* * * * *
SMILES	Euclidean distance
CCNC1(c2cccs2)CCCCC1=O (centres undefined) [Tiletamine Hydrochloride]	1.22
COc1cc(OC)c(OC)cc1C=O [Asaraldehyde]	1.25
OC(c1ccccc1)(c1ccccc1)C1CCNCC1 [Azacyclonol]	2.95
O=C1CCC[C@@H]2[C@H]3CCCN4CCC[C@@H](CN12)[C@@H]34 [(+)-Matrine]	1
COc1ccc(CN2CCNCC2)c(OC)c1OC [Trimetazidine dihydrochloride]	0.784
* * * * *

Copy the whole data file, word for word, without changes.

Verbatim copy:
SMILES	Euclidean distance
CCNC1(c2cccs2)CCCCC1=O (centres undefined) [Tiletamine Hydrochloride]	1.22
COc1cc(OC)c(OC)cc1C=O [Asaraldehyde]	1.25
OC(c1ccccc1)(c1ccccc1)C1CCNCC1 [Azacyclonol]	2.95
O=C1CCC[C@@H]2[C@H]3CCCN4CCC[C@@H](CN12)[C@@H]34 [(+)-Matrine]	1
COc1ccc(CN2CCNCC2)c(OC)c1OC [Trimetazidine dihydrochloride]	0.784